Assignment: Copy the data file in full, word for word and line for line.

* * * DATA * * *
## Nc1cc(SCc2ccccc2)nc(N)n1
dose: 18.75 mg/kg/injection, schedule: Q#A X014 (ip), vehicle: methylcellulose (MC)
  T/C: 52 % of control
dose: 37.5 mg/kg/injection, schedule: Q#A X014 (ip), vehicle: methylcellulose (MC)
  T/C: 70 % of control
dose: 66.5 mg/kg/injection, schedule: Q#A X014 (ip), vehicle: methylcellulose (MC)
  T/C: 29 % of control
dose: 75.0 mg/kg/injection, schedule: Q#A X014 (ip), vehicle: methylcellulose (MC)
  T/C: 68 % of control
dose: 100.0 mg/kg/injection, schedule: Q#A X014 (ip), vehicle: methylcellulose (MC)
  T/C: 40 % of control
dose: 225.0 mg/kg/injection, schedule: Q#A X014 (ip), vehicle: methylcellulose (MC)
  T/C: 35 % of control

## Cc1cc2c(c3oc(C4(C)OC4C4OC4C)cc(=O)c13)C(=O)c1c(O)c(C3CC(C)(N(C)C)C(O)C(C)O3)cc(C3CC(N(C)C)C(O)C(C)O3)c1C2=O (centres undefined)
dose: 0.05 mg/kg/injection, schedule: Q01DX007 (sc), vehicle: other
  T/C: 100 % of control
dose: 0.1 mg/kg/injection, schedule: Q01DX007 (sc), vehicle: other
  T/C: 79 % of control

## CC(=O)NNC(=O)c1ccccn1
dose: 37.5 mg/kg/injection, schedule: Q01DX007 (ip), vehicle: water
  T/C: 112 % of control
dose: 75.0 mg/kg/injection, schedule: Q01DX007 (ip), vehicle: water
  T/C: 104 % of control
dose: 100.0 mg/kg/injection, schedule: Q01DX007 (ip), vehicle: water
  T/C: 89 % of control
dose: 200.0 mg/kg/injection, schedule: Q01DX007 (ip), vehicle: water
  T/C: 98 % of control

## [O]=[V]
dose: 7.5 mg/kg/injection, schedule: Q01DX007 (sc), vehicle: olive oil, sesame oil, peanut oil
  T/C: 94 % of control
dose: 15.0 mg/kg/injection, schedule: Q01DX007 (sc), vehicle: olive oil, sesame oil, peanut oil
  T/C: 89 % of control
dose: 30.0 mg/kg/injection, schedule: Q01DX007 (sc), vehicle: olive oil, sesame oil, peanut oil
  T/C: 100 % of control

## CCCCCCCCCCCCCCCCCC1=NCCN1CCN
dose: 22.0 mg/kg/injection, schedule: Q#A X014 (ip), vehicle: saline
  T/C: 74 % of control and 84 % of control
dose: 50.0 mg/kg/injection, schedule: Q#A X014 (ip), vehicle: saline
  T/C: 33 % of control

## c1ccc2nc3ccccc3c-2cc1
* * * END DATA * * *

## Nc1cc(SCc2ccccc2)nc(N)n1
dose: 18.75 mg/kg/injection, schedule: Q#A X014 (ip), vehicle: methylcellulose (MC)
  T/C: 52 % of control
dose: 37.5 mg/kg/injection, schedule: Q#A X014 (ip), vehicle: methylcellulose (MC)
  T/C: 70 % of control
dose: 66.5 mg/kg/injection, schedule: Q#A X014 (ip), vehicle: methylcellulose (MC)
  T/C: 29 % of control
dose: 75.0 mg/kg/injection, schedule: Q#A X014 (ip), vehicle: methylcellulose (MC)
  T/C: 68 % of control
dose: 100.0 mg/kg/injection, schedule: Q#A X014 (ip), vehicle: methylcellulose (MC)
  T/C: 40 % of control
dose: 225.0 mg/kg/injection, schedule: Q#A X014 (ip), vehicle: methylcellulose (MC)
  T/C: 35 % of control

## Cc1cc2c(c3oc(C4(C)OC4C4OC4C)cc(=O)c13)C(=O)c1c(O)c(C3CC(C)(N(C)C)C(O)C(C)O3)cc(C3CC(N(C)C)C(O)C(C)O3)c1C2=O (centres undefined)
dose: 0.05 mg/kg/injection, schedule: Q01DX007 (sc), vehicle: other
  T/C: 100 % of control
dose: 0.1 mg/kg/injection, schedule: Q01DX007 (sc), vehicle: other
  T/C: 79 % of control

## CC(=O)NNC(=O)c1ccccn1
dose: 37.5 mg/kg/injection, schedule: Q01DX007 (ip), vehicle: water
  T/C: 112 % of control
dose: 75.0 mg/kg/injection, schedule: Q01DX007 (ip), vehicle: water
  T/C: 104 % of control
dose: 100.0 mg/kg/injection, schedule: Q01DX007 (ip), vehicle: water
  T/C: 89 % of control
dose: 200.0 mg/kg/injection, schedule: Q01DX007 (ip), vehicle: water
  T/C: 98 % of control

## [O]=[V]
dose: 7.5 mg/kg/injection, schedule: Q01DX007 (sc), vehicle: olive oil, sesame oil, peanut oil
  T/C: 94 % of control
dose: 15.0 mg/kg/injection, schedule: Q01DX007 (sc), vehicle: olive oil, sesame oil, peanut oil
  T/C: 89 % of control
dose: 30.0 mg/kg/injection, schedule: Q01DX007 (sc), vehicle: olive oil, sesame oil, peanut oil
  T/C: 100 % of control

## CCCCCCCCCCCCCCCCCC1=NCCN1CCN
dose: 22.0 mg/kg/injection, schedule: Q#A X014 (ip), vehicle: saline
  T/C: 74 % of control and 84 % of control
dose: 50.0 mg/kg/injection, schedule: Q#A X014 (ip), vehicle: saline
  T/C: 33 % of control

## c1ccc2nc3ccccc3c-2cc1